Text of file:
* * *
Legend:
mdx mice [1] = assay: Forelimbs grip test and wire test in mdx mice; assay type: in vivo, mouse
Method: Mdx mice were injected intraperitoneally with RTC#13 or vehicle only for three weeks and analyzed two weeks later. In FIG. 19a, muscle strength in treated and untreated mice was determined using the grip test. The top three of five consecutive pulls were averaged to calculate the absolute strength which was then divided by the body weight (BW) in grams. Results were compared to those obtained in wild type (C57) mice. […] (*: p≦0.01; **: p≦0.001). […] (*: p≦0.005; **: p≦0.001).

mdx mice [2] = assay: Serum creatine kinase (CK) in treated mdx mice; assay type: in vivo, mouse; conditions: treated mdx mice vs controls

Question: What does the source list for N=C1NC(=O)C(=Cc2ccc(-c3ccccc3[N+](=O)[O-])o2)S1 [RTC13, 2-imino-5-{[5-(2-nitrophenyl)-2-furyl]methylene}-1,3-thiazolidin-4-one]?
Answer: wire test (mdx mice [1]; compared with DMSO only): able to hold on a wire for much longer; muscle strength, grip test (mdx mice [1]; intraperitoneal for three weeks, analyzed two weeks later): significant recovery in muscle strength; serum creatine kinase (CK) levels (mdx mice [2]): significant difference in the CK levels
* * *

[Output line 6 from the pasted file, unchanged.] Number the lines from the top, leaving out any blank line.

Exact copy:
Answer: wire test (mdx mice [1]; compared with DMSO only): able to hold on a wire for much longer; muscle strength, grip test (mdx mice [1]; intraperitoneal for three weeks, analyzed two weeks later): significant recovery in muscle strength; serum creatine kinase (CK) levels (mdx mice [2]): significant difference in the CK levels